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Meanwhile, the buzz at the barbershop is one of worry

People all over the area share their fears about the economy. Others say it's just media-driven panic.

By ALEX LEARY

© St. Petersburg Times, published February 4, 2001


CRYSTAL RIVER -- It was Martin Schneider's turn in the barber chair but he gladly gave it up. The economy was on his mind and he was on a roll.

"We're going into a recession," the 85-year-old Beverly Hills resident said with certainty. "If things keep up like this, we might not go into a recession, we might go into a depression. I'm pretty pessimistic about the outlook."

One by one, Schneider counted off the national companies that have either laid off employees or closed altogether in the past two months. But the most solid evidence of the moribund economy, he said on Friday, are the local layoffs.

Florida Power laid off 62 workers earlier this week and Metal Industries closed its shop, stripping another 50 jobs from the county. Citing grown competition and the slower sales, Scotty's closed its hardware stores in Inverness and Crystal River.

Two doors down from Fred's Barber Shop on State Road 44, Ralph Contopoulo was lighting a cigarette after lunch at the Village Cafe.

He, too, is keenly aware of the local changes but said the fears are being exaggerated. His motorcycle dealership just saw one of its most successful months ever and sales remain strong.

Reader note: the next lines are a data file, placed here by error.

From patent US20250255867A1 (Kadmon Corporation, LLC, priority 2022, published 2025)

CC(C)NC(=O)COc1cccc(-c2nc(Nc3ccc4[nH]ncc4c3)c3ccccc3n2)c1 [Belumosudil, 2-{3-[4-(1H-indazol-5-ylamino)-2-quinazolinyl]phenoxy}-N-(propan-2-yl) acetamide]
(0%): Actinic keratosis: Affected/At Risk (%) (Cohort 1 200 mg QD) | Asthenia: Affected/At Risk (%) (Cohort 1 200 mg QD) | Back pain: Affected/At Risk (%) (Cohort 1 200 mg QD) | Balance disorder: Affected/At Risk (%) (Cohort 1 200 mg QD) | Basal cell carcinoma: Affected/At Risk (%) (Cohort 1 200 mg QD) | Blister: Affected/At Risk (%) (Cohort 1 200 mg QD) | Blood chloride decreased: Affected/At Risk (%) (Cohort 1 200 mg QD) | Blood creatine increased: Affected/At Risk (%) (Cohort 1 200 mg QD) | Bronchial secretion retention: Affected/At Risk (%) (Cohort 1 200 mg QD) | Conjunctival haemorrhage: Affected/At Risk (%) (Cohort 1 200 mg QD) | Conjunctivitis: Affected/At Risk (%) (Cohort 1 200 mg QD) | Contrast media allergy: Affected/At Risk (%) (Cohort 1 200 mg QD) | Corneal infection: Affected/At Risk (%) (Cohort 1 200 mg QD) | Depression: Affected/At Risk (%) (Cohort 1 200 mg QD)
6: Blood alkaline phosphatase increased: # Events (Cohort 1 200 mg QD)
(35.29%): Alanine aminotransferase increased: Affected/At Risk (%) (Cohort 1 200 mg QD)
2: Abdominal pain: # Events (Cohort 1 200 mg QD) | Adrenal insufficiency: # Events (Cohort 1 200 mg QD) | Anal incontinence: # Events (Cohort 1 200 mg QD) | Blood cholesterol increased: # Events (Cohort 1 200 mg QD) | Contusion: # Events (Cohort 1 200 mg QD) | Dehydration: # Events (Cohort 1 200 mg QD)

"The news media is the one that is hyping this," Contopoulo said. "I'm sure we do have a slowdown but it's overhyped."

Manny Dosal, sales manager of Crystal Motor Car Co., agreed. "People are pushing the panic button," he said.

But reports released this week suggest some of the anxiety may not be off base.

The National Association of Purchasing Management reported that manufacturing activity fell to its lowest point in 10 years. The unemployment rate, which is still the lowest in three decades, rose to 4.2 percent last month, reaching a 16-month high.

A week after losing his job at Metal Industries, James Head has applied for several painting jobs but so far has come up empty.

"It's not easy to get work," he said while working his temporary job at a hardware store in Crystal River. "People seem skeptical of hiring. They don't know what's going to happen next."

That feeling has apparently extended to some consumers as well.

Outside Harold's SAS Shoes in the Publix shopping center on U.S. 19, a large banner called attention to the deals inside on Friday. But no one was to be found.

"People are scared," said manager Gail Emery. "With the cost of fuel and prescriptions, how can anyone afford the luxury of shoes?"

Larry White, a retired phone company worker who lives in Inverness, said the waning confidence in the economy is not necessarily a bad thing.

"We've been living pretty high on the hog for the last eight years," he said. "Now people are just getting ready to slow down. We were going too fast in the first place."

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